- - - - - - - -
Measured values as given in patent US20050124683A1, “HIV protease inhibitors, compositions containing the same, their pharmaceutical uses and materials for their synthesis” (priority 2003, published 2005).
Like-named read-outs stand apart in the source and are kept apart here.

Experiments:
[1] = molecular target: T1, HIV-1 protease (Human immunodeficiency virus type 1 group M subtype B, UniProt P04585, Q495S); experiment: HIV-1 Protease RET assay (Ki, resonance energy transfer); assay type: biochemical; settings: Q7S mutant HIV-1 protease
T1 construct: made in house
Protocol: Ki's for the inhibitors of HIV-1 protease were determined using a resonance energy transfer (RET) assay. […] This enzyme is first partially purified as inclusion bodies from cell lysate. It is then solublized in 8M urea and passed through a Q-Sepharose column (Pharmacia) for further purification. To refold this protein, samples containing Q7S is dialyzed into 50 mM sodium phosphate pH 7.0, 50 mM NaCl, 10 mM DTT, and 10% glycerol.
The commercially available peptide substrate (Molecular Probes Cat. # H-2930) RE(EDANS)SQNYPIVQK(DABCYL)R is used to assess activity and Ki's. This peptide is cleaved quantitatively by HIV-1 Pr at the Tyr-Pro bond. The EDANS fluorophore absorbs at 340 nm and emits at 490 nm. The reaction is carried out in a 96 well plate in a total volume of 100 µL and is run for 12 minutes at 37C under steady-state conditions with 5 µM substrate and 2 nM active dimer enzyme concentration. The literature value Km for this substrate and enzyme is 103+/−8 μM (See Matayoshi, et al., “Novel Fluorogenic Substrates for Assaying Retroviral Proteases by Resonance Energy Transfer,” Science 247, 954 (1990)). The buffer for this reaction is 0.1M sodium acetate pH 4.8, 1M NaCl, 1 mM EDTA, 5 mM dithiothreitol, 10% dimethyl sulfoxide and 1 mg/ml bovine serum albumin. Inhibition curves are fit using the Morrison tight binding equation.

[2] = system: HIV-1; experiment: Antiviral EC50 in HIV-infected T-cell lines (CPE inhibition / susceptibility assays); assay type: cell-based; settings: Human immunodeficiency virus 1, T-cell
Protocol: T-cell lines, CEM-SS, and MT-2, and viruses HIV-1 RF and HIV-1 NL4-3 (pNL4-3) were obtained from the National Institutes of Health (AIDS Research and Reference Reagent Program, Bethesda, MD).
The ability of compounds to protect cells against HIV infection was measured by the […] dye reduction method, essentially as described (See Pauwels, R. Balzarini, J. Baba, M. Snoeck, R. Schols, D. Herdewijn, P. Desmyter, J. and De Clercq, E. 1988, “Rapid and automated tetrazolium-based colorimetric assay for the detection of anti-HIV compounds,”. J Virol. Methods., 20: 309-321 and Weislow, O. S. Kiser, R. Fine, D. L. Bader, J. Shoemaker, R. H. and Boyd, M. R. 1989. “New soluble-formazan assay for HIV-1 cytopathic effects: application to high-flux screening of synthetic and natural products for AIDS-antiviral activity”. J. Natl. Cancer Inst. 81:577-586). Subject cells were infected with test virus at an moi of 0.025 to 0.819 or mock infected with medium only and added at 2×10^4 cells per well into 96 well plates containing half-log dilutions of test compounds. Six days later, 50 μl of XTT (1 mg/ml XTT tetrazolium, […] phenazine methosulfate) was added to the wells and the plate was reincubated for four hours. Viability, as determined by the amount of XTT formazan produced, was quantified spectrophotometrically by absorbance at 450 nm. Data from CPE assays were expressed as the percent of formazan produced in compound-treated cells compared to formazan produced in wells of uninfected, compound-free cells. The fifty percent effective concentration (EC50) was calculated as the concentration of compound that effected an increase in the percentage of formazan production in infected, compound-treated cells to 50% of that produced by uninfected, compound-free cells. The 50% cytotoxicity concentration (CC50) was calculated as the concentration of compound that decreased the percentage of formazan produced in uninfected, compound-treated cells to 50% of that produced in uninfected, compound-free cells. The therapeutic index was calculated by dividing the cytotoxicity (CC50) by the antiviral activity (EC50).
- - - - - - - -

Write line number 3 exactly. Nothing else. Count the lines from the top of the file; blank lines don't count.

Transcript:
Experiments: